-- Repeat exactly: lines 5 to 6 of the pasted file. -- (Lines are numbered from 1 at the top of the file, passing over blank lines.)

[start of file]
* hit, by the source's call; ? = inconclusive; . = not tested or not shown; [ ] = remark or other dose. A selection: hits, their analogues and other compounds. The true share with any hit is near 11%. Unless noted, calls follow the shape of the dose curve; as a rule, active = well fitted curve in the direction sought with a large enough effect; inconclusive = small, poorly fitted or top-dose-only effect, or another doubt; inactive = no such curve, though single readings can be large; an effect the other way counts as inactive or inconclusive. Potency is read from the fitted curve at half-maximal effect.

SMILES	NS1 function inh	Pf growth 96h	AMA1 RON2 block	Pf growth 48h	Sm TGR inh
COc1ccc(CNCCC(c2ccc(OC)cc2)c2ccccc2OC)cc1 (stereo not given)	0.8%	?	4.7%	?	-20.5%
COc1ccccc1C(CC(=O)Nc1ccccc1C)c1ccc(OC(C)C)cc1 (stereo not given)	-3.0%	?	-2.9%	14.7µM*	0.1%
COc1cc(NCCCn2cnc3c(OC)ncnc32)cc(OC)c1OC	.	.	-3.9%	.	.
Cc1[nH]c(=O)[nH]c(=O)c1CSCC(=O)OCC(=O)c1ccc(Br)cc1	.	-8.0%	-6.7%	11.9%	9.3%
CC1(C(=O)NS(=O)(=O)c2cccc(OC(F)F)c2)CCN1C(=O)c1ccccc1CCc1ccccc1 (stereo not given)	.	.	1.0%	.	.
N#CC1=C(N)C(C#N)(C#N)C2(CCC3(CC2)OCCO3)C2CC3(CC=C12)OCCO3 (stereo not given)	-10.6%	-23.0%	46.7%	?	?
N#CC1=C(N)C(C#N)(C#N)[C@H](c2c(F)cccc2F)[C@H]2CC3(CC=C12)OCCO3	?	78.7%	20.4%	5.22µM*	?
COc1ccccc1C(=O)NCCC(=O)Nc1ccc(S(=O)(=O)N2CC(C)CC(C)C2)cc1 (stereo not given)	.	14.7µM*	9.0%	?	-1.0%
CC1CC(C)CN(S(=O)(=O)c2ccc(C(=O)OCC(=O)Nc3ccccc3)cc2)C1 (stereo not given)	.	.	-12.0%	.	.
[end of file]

COc1cc(NCCCn2cnc3c(OC)ncnc32)cc(OC)c1OC	.	.	-3.9%	.	.
Cc1[nH]c(=O)[nH]c(=O)c1CSCC(=O)OCC(=O)c1ccc(Br)cc1	.	-8.0%	-6.7%	11.9%	9.3%